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And History, with all her volumes vast,
All treasures, all delights, that eye or ear,
Admire, exult, despise, laugh, weep,- for here There is such matter for all feeling -Man ! Thou pendulum betwixt a smile and tear,? Ages and realms are crowded in this span, This mountain, whose obliterated plan The pyramid of empires pinnacled, Of Glory's gewgaws 3 shining in the van Till the sun's rays with added flame were filled ! Where are its golden roofs ? where those who dared to
Tully was not so eloquent as thou,
Scoffing ; and apostolic statues climb
1 Gorgeous Tyranny.] Refers to Imperial Rome. 2 Pendulum betwixt a smile and tear.]
Helpless, immortal ; insect, infinite ;
A worm, a God.'—Young's • Night Thoughts. 5 Gewgaws.] Glossary.
4 Titus or Trajan.]. The column of Trujan, raised by the senate in honour of Trajan during his expedition to Dacia. In 1588 Sixtus V. placed upon this column the statue of St. Peter apostolic statues climb (line 8); while on the column of Marcus Aurelius was placed, 1589, the statue of St. Paul.
The arch of Titus commemorates the taking of Jerusalem, A.D. 79.
A spirit which with these would find a home,
With household blood and wine, serenely wore
Where is the rock of Triumph, the high place
The Forum, where the immortal accents glow,
The field of freedom, faction, fame, and blood :
Trod on the trembling senate's slavish mutes,
Then turn we to her latest tribune's name,
Rock of Triumph. 1 The Capitol.
2 Tarpeian.] The Tarpeian rock, down which the criminals were thrown.
3 Yon field below.] The Forum, where the people assembled. The Rostrum stood in the Forum (whence the Roman orators delivered their orations), and also the tribunal of the Prætor.
4 Anarchy.] The despotism of the Emperor, which clothed itself in constitutional titles, especially that of Princeps Senatus.
5 Lawless soldier.] The purple was often sold by the Prætorian cohort-in return for a donative to each man.
Redeemer of dark centuries of shameThe friend of Petrarch-hope of Italy, Rienzi !1 last Romans ! While the tree Of freedom's withered trunk puts forth a leaf, Even for thy tomb a garland let it beThe forum’s champion, and the people's chiefHer new-born Numathou—with reign, alas ! too brief.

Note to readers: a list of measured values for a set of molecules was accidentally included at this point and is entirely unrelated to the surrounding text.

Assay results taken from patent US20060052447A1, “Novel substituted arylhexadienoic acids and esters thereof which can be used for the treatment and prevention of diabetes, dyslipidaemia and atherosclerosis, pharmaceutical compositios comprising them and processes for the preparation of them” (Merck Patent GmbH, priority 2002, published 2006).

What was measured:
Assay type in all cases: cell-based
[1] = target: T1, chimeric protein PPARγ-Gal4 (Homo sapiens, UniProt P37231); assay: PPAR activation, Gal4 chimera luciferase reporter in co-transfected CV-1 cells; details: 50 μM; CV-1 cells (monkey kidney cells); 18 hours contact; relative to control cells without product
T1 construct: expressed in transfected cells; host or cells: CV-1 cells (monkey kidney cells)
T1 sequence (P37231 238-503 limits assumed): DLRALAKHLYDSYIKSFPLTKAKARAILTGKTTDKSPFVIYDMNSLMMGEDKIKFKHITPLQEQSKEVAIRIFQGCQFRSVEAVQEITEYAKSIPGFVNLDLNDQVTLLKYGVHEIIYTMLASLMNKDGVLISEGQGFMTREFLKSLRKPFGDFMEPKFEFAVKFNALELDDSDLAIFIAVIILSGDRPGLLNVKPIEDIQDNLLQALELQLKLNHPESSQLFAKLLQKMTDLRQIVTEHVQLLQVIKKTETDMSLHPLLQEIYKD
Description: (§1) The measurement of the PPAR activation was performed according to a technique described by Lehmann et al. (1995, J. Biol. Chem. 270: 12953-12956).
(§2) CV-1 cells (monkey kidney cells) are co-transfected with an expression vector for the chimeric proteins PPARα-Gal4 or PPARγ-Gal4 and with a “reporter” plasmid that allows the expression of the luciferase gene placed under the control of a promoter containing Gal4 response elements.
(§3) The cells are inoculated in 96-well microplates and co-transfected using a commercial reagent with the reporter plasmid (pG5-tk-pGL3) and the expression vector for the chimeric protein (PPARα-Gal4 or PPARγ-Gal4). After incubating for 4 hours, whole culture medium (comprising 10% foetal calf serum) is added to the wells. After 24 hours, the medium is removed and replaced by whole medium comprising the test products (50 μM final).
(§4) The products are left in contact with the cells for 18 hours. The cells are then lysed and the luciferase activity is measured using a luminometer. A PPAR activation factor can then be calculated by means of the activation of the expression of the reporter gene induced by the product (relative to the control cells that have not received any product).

Egeria ! sweet creation of some heart Which found no mortal resting-place so fair As thine ideal breast; whate'er thou art Or wert,-a young Aurora of the air, The nympholepsy of some fond despair ; Or, it might be, a beauty of the earth, Who found a more than common votary there Too much adoring; whatsoe'er thy birth, Thou wert a beautiful thought, and softly bodied forth.
The mosses of thy fountain still are sprinkled
Of the cleft statue, with a gentle leap
Fantastically tangled : the green hills
| Rienzi.]. The last of the Tribunes, born at Rome 1310, was the son of an inn-keeper, and one of the first orators of the day. He and Petrarch revived the old Republican sentiment, and established a Republic in Rome. His subsequent career belied his early promise, and he was killed in a popular émeute.
2 Numa.] Pompilius, the second king of Rome, who professed to derive his designs from Egeria-a camena, or local deity-whom he met in her grotto, which still stands at Rome.
i Nympholepsy is the mens lymphata of Horace (infatuation, or heavenly possession).
The quick-eyed lizard rustles, and the bills
The sweetness of the violet's deep blue eyes,
Here didst thou dwell, in this enchanted cover,
Of an enamoured Goddess, and the cell
And didst thou not, thy breast to his replying,
The dull satiety which all destroys-
Alas! our young affections run to waste,
O'er the world's wilderness, and vainly pants
A faith whose martyrs are 1 the broken heart,-
And to a thought such shape and image given,
wrung and riven.
? Of its own beauty is the mind diseased,
Which o'er-informs the pencil and the pen,
3 where it would bloom again?
Who loves, raves—’tis youth's frenzy—but the cure
The stubborn heart, its alchemy begun,
We wither from our youth, we gasp away-
1 Are.] Conf. “The wages of sin is death.' Here grammar is sacrificed to the metre.
2 Nature in her actual beauty never attains to ideal perfection. The Paradise which may be the offspring of our despair passes the power of pen and pencil to delineate.
3 Overpowers the page.] That attempts to paint it.
4 Reaping the whirlwind.] 'He that soweth the wind shall reap he whirlwind.'
5. Its alchemy begun.] Having begun its foolish dreams—its ain quest'-as the alchemist searching for the philosopher's stone.